"By contrast, it is impossible to turn a blind eye to the situation in the refugee camps in Lebanon today. The civil war in that country during 1975 and 1976 exposed the complete falsity of the Arab charges against Israel, which have been incorporated into countless General Assembly resolutions condemning Israel without reason or justice.

"The events in Lebanon proved what the Government of Israel had been saying for a number of years, namely, that the Arab terror organizations took over the refugee camps and set up in them their operational bases, ammunition dumps, arms stores and training facilities. The terror organizations deliberately and callously turned the civilian population of the camps into hostages, using them as cover for their murderous activities and tools of their propaganda. The tragic fate of the inhabitants off Tel el-Zaatar last year is very much a case in point.

"The terrorists continue to maintain their armed presence in the camps in Lebanon, against the will of the refugees, as witnessed by James Markham, writing in The New York Times on 1 September 1977. He quoted a Palestinian terrorist as saying "There is a great deal of malaise in the camps today, People are asking, "If we could not save Tel el-Zaatar, how can we save Palestine?"

"While the civil war was raging in Lebanon, and while the presence of the Palestine Liberation * Organization in the camps was paralysing UNRWA activities in the country to the extent that the Agency ( was forced to move its headquarters to Vienna and Amman (where they still remain), Israel opened its northern border with Lebanon and offered extensive-humanitarian help to villagers who had suffered in, and as a result of, the civil war. The Palestine Liberation Organization, not content with intimidating refugees in the camps, is now terrorizing Christians in southern Lebanon, and Israel is continuing to keep its border open and to extend considerable medical and economic aid to those in need.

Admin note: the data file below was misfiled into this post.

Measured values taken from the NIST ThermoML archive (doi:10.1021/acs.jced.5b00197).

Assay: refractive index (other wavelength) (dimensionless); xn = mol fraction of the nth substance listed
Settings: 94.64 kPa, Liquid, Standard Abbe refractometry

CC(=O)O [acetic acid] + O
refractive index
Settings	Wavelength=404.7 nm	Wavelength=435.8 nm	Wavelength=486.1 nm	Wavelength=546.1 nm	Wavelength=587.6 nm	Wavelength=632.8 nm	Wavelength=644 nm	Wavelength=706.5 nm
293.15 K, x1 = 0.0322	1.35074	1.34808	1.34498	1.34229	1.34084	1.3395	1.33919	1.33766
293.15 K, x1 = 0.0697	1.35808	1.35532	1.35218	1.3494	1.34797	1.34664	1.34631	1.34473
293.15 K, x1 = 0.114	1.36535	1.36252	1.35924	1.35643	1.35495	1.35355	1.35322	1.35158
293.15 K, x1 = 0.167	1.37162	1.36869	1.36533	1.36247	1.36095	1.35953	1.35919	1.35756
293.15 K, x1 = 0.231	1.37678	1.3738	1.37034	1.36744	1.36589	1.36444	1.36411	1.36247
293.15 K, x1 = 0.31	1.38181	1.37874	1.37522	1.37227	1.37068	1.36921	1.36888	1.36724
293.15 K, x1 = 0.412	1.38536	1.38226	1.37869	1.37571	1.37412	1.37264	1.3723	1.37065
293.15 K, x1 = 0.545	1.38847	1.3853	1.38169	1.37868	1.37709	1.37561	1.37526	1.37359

"It is enough to compare the tragic fate suffered by Palestinian refugees in Lebanon and indeed by the population of Lebanon as a whole, with the peace, tranquillity, prosperity and progress enjoyed in all fields of life by the Arab population, including former refugees, in the areas administered by Israel in order to recognize resolution 31/15 E for what it is: namely, a worthless piece of Arab political warfare, inspired through fear that Israel may go far towards solving the refugee problem in the Gaza Strip and in other areas, and thus deprive the Arab States, which for almost thirty years have done little, or nothing for the refugees, of a sordid propaganda tool against Israel."